Format

Send to

Choose Destination
Am J Public Health. 2006 Sep;96(9):1623-8. Epub 2006 Jul 27.

Community-based participatory research: conducting a formative assessment of factors that influence youth wellness in the Hualapai community.

Author information

1
Mel and Enid Zuckerman College of Public Health, University of Arizona, Tucson, AZ 85724, USA. teufel@u.arizona.edu

Abstract

OBJECTIVES:

Using a community-based participatory research approach, a tribe-university team conducted a formative assessment of local factors that influence youth wellness to guide the design of a culturally and locally relevant health promotion program.

METHODS:

Open-ended interviews with key informants, a school self-assessment using the Centers for Disease Control's School Health Index, and a locally generated environmental inventory provided data that were triangulated to yield a composite of influential factors and perceived need within the community.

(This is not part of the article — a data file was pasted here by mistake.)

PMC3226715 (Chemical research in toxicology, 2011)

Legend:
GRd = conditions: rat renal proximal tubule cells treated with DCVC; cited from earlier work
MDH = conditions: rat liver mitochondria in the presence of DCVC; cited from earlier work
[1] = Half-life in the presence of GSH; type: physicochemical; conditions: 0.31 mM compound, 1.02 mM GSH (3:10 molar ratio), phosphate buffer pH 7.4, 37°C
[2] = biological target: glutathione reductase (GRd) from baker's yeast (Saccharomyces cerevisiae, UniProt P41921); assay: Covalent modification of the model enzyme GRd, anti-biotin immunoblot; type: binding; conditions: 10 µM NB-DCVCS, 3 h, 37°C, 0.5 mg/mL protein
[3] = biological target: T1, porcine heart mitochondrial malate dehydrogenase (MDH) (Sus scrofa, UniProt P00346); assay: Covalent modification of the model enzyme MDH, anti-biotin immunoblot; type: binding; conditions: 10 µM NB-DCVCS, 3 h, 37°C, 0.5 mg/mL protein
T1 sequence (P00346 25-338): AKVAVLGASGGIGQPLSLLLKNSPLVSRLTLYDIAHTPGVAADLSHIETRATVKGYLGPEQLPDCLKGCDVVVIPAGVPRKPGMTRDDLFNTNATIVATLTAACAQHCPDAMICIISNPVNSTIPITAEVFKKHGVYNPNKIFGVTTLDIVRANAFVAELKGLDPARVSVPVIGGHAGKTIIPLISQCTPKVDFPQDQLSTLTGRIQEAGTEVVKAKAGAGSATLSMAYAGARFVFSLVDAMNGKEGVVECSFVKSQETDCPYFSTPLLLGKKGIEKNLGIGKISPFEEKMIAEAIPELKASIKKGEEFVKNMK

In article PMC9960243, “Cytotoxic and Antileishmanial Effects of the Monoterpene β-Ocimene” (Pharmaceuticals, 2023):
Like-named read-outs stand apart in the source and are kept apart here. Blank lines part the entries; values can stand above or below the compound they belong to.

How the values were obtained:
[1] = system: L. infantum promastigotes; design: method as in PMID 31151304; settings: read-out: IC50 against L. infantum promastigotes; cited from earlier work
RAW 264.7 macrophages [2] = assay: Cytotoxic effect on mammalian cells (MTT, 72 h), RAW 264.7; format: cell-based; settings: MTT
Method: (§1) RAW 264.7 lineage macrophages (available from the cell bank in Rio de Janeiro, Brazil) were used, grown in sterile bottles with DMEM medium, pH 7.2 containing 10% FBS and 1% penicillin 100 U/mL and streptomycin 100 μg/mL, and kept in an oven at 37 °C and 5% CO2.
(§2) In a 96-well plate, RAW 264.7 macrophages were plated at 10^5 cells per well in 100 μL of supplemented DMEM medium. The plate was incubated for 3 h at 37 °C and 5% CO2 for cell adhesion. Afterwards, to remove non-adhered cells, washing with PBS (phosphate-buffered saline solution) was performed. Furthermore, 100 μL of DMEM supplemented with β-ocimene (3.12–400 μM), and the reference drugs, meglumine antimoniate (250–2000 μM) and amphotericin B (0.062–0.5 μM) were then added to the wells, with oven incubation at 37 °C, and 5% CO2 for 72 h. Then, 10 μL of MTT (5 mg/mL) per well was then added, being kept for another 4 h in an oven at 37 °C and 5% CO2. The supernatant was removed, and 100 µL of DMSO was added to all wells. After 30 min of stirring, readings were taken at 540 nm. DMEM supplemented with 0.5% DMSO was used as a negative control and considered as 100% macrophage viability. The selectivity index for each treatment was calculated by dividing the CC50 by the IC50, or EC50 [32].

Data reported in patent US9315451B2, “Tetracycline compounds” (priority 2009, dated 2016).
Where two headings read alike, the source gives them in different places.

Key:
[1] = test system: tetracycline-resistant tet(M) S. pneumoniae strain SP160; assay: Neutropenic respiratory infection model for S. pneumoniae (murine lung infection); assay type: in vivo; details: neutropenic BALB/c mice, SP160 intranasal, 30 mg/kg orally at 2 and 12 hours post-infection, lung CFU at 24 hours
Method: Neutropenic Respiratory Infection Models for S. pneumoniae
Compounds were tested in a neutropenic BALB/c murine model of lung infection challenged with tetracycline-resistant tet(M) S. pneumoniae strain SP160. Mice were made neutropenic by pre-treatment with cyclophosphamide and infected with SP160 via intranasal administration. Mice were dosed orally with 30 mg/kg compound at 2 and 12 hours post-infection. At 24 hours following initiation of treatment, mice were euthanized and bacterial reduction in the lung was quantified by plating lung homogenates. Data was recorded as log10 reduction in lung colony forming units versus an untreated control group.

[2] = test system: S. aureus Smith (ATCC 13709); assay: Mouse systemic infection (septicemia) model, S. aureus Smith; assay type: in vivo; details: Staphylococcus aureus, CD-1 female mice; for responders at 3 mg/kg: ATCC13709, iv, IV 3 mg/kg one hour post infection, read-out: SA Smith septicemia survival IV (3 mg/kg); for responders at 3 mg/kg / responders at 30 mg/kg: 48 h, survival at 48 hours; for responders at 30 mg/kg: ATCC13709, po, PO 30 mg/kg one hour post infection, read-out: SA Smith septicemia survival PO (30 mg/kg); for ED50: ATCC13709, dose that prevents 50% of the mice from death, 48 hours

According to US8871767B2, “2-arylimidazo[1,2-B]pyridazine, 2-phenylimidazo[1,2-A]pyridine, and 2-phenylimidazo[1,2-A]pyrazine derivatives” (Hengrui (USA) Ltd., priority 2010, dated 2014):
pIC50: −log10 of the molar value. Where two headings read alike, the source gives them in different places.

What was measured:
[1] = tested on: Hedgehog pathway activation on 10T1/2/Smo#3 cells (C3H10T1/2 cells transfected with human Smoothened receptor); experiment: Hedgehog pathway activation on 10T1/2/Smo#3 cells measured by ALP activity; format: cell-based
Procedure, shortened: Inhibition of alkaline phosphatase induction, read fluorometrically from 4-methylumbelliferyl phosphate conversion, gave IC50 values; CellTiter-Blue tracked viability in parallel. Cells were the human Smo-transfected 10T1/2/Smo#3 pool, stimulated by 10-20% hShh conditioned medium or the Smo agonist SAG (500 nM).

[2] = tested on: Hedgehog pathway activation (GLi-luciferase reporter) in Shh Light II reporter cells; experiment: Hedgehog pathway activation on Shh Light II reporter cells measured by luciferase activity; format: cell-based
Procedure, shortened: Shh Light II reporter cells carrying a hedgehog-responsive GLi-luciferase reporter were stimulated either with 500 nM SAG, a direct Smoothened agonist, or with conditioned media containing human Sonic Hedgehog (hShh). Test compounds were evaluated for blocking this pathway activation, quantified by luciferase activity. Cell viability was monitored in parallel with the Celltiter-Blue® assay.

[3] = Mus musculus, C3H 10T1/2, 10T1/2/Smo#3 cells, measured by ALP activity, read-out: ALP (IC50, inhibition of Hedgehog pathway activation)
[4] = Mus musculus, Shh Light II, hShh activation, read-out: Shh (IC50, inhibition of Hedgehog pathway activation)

RESULTS:

Family involvement and personal goal setting were identified as key to youth wellness. Supportive programs were described as having consistent adult leadership, structured activities, and a positive local and regional image. Availability of illicit drugs and alcohol, poor teacher attitude, and lack of adult involvement were significant negative factors that impact youth behavior.

CONCLUSIONS:

Local/native (emic) and university/nonnative (etic) perspectives and abilities can be combined to yield a culturally relevant formative assessment that is useful to public health planning. In this collaborative effort, standard means of data collection and analysis were modified in some cases to enhance and build upon the knowledge and skills of community researchers.

PMID:
16873759
PMCID:
PMC1551937
DOI:
10.2105/AJPH.2004.054254
[Indexed for MEDLINE]
Free PMC Article

Supplemental Content

Full text links

Icon for Atypon Icon for PubMed Central
Loading ...
Support Center